North Torrey Pines Rd.
South of Del Mar, CA
Torrey Pines Beach extends from Del Mar to Torrey Pines Mesa
$10 per vehicle
($15 on holiday weekends or periods of high demand)
Hours: 7:15 AM to sunset
Caution: Check with rangers or lifeguards that conditions are safe for your planned activities.
Torrey Pines State Beach and the adjoining Torrey Pines State Natural Reserve spread over 2000 acres and extend 4½ miles along the coast just south of Del Mar. The beach begins at Del Mar and continues south past Los Penasquitos Marsh Natural Preserve to Torrey Pines Mesa.
The beach is accessed from two main entrances off North Torrey Pines Road - the North Beach Entrance and the South Beach and Reserve Entrance. Both locations have parking lots, restrooms, and picnic areas. The beach can also be reached from a ¾-mile hiking trail that begins at the Visitor Center in the Reserve and leads southwest to the beach at Flat Rock.
Sandstone bluffs run along most of the length of the beach and at high tides much of the sand can be covered.
Secluded Black's Beach is toward the southern end of Torrey Pines State Beach. Black's is operated by California Parks and Recreation. South of Black's Beach, Torrey Pines City Beach is managed by the city of San Diego. Black's Beach has traditionally been a nude beach. Because of an offshore submarine canyon, ocean swells often produce great surfing conditions here. Treacherous currents make it a hazardous place to swim.
The Coaster commuter train runs along the Pacific coast in San Diego County, with stops at 8 stations between San Diego and Oceanside. Every weekday more than 20 trains make the scenic journey, with more trains on weekends. The entire Coaster route only takes about an hour. Unfortunately the Sorrento station is not within walking distance of the beach.
Del Mar City Beach, north of Torrey Pines, is a popular destination for many seeking great expanses of warm sand and a wonderful place for families to enjoy a day playing in the surf. Many consider it the best all-around beach in San Diego County. Swimming, surfing, volleyball, sunbathing, and picnicking are the main attractions. Del Mar City Beach is divided into sections designated for various activities such as surfing and beach games, swimming and no games.
A portion of the beach north of 29th Street is officially called North Beach, but best known as Dog Beach, a great place to run and play with your dog. From June 16 through Labor Day dogs must be on a maximum 6-foot long leash. Other times of the year dogs are allowed to run free on the beach as long as they are under voice control of the owner. Dog beach extends north for ½ mile. It includes the area around the mouth of San Dieguito River.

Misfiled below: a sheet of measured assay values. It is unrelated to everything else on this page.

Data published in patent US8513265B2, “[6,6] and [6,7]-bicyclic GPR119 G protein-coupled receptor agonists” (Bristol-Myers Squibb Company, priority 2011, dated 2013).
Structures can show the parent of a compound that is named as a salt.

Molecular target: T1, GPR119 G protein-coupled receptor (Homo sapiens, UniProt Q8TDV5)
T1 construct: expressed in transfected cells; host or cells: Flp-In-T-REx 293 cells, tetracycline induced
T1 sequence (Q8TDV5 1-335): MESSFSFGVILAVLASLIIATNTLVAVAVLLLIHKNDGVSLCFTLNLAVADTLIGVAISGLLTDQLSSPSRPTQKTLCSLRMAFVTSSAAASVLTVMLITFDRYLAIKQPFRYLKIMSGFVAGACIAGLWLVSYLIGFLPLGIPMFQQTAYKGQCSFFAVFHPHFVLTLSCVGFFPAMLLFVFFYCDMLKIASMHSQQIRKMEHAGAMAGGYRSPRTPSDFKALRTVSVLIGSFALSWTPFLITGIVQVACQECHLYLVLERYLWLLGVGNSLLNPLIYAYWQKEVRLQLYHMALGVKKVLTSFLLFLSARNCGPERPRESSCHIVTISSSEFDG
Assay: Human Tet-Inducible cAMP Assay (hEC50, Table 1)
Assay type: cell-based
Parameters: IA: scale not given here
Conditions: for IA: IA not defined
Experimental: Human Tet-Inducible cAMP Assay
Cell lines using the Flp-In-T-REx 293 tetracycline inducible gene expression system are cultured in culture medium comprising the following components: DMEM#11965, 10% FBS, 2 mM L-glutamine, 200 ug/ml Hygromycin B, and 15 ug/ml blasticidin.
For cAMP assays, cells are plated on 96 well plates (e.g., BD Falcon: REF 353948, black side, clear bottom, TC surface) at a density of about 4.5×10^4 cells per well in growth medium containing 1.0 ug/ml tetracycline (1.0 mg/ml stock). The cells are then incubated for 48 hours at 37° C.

Dogs are allowed on the Main Beach (north end of Powerhouse Park to 29th Street) while on leash after Labor Day until June 15. During the summer dogs are not allowed on the main beach. From Powerhouse Park south to the border of Torrey Pines at 6th Street dogs are allowed on the beach year-round while leashed.
Near the main lifeguard tower at 17th Street are restrooms and showers. Restrooms are also located near the 25th Street lifeguard tower. Volleyball courts are found near the river mouth.
Parking is limited in Del Mar, both by a shortage of available spaces and by short-time-span meters. Several parking lots are located near the beach. Most meters are $3 per hour, some at South Del Mar are $1.50 per hour. Credit cards or cash are accepted at these Pay and Display meters.
Lots are located at North Beach and at 17th Street. Metered parking can be found along many of the streets near the beach. There are free parking spaces in Del Mar, but they may be difficult for visitors to find. Check the City of Del Mar's Free-Parking Information.
Two parks adjacent to the beach offer more services - Powerhouse and Seagrove parks.
Seagrove Park is open from 7 AM to 10 PM. It has a picnic area, a nice expanse of grass, and views of the ocean. Right across the railroad tracks, Powerhouse Park runs adjacent to the beach. At the park you find restrooms, picnic areas, and a children's playground. Many parents find the passing trains a popular attraction for their young children.
California State Parks and Recreation cautions that "large surf, cold water temperatures, backwash, sudden drop-offs, pounding shorebreak, and dangerous rip currents can turn what seem like safe activities such as playing near the surf line, wading, or climbing on rock outcroppings, deadly." Learn more about ocean safety at CA State Parks: Ocean Safety